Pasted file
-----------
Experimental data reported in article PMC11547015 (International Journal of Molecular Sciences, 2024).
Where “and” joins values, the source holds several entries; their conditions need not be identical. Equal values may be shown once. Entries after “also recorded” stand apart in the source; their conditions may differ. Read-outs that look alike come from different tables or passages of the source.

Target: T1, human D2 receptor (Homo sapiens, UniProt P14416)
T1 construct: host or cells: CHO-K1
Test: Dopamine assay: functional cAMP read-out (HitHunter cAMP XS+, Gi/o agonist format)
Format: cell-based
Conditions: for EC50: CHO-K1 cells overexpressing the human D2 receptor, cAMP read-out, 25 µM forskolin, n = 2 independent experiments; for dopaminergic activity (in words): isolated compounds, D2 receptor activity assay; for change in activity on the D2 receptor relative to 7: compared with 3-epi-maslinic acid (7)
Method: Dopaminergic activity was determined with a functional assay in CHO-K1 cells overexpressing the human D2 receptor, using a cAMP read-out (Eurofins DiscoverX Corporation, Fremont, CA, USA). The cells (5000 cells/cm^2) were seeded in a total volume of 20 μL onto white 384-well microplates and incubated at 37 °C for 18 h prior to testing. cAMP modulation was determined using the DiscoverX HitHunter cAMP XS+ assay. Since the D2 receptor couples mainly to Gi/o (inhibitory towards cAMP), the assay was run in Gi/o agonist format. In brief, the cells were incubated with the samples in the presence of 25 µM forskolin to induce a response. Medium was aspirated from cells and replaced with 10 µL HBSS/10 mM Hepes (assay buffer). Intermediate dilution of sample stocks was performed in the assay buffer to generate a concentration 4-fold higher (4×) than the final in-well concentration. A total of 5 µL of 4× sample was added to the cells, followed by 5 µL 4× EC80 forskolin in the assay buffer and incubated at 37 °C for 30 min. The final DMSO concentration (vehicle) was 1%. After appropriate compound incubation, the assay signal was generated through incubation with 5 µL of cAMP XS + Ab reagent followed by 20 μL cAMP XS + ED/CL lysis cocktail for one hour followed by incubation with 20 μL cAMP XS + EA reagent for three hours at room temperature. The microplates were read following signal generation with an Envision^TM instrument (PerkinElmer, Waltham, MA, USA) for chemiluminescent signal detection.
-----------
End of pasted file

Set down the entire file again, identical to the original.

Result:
Experimental data reported in article PMC11547015 (International Journal of Molecular Sciences, 2024).
Where “and” joins values, the source holds several entries; their conditions need not be identical. Equal values may be shown once. Entries after “also recorded” stand apart in the source; their conditions may differ. Read-outs that look alike come from different tables or passages of the source.

Target: T1, human D2 receptor (Homo sapiens, UniProt P14416)
T1 construct: host or cells: CHO-K1
Test: Dopamine assay: functional cAMP read-out (HitHunter cAMP XS+, Gi/o agonist format)
Format: cell-based
Conditions: for EC50: CHO-K1 cells overexpressing the human D2 receptor, cAMP read-out, 25 µM forskolin, n = 2 independent experiments; for dopaminergic activity (in words): isolated compounds, D2 receptor activity assay; for change in activity on the D2 receptor relative to 7: compared with 3-epi-maslinic acid (7)
Method: Dopaminergic activity was determined with a functional assay in CHO-K1 cells overexpressing the human D2 receptor, using a cAMP read-out (Eurofins DiscoverX Corporation, Fremont, CA, USA). The cells (5000 cells/cm^2) were seeded in a total volume of 20 μL onto white 384-well microplates and incubated at 37 °C for 18 h prior to testing. cAMP modulation was determined using the DiscoverX HitHunter cAMP XS+ assay. Since the D2 receptor couples mainly to Gi/o (inhibitory towards cAMP), the assay was run in Gi/o agonist format. In brief, the cells were incubated with the samples in the presence of 25 µM forskolin to induce a response. Medium was aspirated from cells and replaced with 10 µL HBSS/10 mM Hepes (assay buffer). Intermediate dilution of sample stocks was performed in the assay buffer to generate a concentration 4-fold higher (4×) than the final in-well concentration. A total of 5 µL of 4× sample was added to the cells, followed by 5 µL 4× EC80 forskolin in the assay buffer and incubated at 37 °C for 30 min. The final DMSO concentration (vehicle) was 1%. After appropriate compound incubation, the assay signal was generated through incubation with 5 µL of cAMP XS + Ab reagent followed by 20 μL cAMP XS + ED/CL lysis cocktail for one hour followed by incubation with 20 μL cAMP XS + EA reagent for three hours at room temperature. The microplates were read following signal generation with an Envision^TM instrument (PerkinElmer, Waltham, MA, USA) for chemiluminescent signal detection.